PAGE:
DIY Synth

Just to prove that something musical (well, sort of musical) can come out of all this, Suss Müsik has posted a new piece entitled Chagrinningly. Getting the loops to synchronize with other instruments is both challenging and exciting. It’s a possible new direction to explore.

DIY Synths, Artiphon Attachments, and “Dovum” Live

Suss Müsik built upon the Artiphon INSTRUMENT-1 with a DIY synth attachment, played via touch-sensitive ring with built-in modulation. DIY synths are fun.

The first demo is a little improvisation with fake strings played on the Arti as fingered chords, with sustain/pressure variances controlled by footpedals. Sound is generated on the synth by gliding one or two fingers along the outer ring.

The second is a live performance of Dovum, a piece built around audio scans of B.G. Madden’s artwork.

The added text is the first paragraph of Oku no Hosomichi (meaning “Narrow Road to Oku”), a 1702 work written by Matsuo Bashō. Translated to English, the text reads as follows:

“The months and days are the travelers of eternity. The years that come and go are also voyagers. Those who float away their lives on ships or who grow old leading horses are forever journeying, and their homes are wherever their travels take them.”

The Quarantine Concert series shall continue for as long as the pandemic does.

DIY Photosynthesizer

Suss Müsik continues an obsession with building handmade synth devices that make odd (and sometimes beautiful) noise. The latest one is a dual-ouput synth controlled by flashlight, each channel with a built-in VCF control. This recording was made accompanied by a fake string quartet (not shown on camera).

Latest in a series of Suss Müsik Quarantine Concerts, along with this little ditty composed with the Artiphon INSTRUMENT-1. The device’s default modulation functionality is controlled by external foot pedals, leaving the internal accelerometer free to manipulate other sounds.

Suss Müsik will be making some exciting announcements in the coming weeks, so stay tuned for those (or don’t).

Rubbery Collaborations Using Lines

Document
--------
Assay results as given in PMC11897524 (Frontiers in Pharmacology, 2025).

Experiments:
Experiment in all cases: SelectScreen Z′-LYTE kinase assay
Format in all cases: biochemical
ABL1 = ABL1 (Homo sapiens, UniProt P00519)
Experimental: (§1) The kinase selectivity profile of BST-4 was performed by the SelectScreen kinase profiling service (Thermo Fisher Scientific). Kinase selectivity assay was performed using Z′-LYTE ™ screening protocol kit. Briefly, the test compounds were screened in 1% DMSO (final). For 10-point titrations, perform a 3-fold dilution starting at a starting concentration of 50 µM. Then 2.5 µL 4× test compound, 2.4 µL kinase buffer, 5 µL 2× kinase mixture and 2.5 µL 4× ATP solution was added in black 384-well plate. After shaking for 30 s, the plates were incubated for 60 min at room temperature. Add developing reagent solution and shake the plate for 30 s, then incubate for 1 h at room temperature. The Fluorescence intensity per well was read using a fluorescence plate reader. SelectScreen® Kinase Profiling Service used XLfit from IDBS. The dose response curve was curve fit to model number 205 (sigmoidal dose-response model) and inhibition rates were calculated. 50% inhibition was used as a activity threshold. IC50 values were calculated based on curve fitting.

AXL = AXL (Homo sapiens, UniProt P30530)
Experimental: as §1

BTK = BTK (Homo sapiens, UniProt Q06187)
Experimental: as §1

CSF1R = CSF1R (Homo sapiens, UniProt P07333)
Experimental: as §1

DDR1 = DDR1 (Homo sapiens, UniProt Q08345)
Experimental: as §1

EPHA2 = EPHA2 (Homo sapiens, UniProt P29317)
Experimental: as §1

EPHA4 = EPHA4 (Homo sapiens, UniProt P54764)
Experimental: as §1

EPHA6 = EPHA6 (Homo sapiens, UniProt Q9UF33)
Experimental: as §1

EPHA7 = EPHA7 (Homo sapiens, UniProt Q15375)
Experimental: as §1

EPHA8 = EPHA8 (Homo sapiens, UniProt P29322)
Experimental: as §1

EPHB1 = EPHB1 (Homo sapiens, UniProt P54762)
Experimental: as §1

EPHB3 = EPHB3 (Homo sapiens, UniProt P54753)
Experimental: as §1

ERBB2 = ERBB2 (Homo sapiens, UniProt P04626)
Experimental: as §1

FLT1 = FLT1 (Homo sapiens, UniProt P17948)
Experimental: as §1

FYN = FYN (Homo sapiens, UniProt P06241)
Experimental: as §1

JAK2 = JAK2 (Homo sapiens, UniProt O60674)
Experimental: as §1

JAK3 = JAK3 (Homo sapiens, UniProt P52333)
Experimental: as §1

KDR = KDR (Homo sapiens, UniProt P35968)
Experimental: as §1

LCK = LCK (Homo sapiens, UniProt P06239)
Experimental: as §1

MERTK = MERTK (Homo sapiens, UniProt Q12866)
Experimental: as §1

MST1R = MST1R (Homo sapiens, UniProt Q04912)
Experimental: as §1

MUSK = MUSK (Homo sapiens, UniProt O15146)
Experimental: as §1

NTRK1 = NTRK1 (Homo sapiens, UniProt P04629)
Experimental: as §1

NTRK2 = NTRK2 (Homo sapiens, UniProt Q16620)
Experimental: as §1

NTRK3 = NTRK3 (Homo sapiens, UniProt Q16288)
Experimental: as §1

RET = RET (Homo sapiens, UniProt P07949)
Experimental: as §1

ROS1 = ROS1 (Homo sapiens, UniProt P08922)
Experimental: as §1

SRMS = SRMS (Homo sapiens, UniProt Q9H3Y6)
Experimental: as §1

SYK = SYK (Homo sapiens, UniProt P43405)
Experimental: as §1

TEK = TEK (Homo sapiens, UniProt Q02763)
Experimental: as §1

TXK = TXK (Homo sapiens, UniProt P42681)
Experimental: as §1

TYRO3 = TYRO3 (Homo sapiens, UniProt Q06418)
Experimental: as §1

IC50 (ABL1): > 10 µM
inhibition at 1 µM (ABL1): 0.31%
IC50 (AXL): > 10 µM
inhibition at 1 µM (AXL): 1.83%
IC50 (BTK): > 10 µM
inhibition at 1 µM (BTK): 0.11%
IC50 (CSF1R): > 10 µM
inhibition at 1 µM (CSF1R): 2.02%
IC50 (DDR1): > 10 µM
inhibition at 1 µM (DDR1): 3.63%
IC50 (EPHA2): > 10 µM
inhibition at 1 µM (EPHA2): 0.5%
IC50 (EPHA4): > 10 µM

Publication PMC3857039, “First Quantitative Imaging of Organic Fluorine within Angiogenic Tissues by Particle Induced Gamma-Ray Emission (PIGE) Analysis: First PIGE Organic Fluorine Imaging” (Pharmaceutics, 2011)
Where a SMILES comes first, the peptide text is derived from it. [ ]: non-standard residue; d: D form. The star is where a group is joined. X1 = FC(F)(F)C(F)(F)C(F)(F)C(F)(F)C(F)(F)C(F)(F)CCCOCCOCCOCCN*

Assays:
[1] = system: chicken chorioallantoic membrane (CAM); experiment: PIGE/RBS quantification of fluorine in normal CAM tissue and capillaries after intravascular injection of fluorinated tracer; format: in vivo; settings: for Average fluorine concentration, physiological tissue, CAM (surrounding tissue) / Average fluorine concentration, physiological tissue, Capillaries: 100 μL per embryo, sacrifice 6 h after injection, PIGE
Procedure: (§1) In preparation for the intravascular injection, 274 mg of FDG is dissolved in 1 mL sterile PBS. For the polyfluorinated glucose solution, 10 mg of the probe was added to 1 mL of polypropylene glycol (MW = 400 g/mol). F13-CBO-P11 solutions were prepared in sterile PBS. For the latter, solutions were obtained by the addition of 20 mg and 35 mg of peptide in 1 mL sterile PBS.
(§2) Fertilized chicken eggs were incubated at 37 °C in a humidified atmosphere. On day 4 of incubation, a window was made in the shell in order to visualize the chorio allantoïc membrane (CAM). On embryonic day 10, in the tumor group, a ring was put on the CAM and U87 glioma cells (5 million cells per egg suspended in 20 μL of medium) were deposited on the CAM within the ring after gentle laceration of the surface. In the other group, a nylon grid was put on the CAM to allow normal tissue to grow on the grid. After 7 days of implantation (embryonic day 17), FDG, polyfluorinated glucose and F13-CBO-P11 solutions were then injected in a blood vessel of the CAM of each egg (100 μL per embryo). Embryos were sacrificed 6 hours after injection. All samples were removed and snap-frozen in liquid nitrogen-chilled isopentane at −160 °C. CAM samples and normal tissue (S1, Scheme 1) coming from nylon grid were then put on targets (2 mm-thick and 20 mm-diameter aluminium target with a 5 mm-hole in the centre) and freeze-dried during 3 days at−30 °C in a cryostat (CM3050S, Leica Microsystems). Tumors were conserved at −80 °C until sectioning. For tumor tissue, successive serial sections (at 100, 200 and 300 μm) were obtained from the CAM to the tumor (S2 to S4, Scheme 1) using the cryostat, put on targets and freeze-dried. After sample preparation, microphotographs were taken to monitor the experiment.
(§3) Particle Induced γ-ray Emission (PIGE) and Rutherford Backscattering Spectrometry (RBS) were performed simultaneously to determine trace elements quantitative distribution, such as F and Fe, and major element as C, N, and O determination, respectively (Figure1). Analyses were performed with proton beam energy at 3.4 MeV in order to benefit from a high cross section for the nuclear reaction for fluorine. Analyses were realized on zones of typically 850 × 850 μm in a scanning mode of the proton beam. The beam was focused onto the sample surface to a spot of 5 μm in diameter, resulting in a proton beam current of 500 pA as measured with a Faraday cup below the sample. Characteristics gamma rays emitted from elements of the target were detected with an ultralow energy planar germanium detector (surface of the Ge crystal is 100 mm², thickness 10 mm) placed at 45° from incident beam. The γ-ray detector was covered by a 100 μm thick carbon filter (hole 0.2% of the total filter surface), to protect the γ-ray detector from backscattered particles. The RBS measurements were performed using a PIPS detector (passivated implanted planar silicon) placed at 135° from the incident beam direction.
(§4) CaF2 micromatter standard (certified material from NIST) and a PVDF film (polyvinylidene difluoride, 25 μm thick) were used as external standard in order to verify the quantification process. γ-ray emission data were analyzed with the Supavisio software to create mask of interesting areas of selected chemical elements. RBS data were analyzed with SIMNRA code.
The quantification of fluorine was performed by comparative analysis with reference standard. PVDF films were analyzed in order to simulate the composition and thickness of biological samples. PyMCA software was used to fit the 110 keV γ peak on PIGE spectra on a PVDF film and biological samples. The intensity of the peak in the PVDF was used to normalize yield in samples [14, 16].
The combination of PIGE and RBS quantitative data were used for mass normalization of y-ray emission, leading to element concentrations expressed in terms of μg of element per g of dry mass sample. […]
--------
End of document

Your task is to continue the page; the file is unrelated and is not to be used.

Another in a series of collaborations with visual artist B.G. Madden, this time using his rendering as a scaled audio map. Larger images with more white create higher frequencies, with the scan following the dark lined pattern. The tiny lines resulted in digital “grit” artifacts. The piece is titled Vincula, which represents a band of connective tissue that holds a ligament together.

Artistic Collaborations

Suss Müsik continues a very fruitful collaboration with visual artist B.G. Madden. The latest piece, titled Dotto, was rendered from audio scans of Madden’s most recent work.

Given current pandemic conditions, Madden delivered his contributions via US mail in the form of handmade post cards. The new pieces are beautifully reminiscent of post-modern “picture theorists” from the late 1980’s: Richard Prince, Annette Lemieux, and especially the late John Baldessari. The scanned output was then filtered through grain synthesizers and Moog modulation boxes.

Suss Müsik has lagged behind the Quarantine Concert series. Dotto will likely be the next piece “performed.” Or maybe something different. The new social archetype is ambiguity, and Suss Müsik embraces it.

In related news, Suss Müsik’s piece entitled Attaché (also a collaborative work, this time employing Madden’s art as graphic notation) will be featured at this year’s New York City Electroacoustic Music Festival (NYCEMF). Again due to the global pandemic, the entire concert series is taking place virtually. Some great work there to be heard, however, and you don’t even have to leave your house.

NON Released

NON coverSuss Müsik has released a new album entitled NON to close out 2018. NON is described as “four electroacoustic pieces based on live improvisations using piano, percussion, Moog synthesizers, electric guitar, primitive electronics, sampled wind instruments, hitting things, obfuscation.” This is as good a description as any. NON is available on Bandcamp and will soon be released on the usual commercial channels.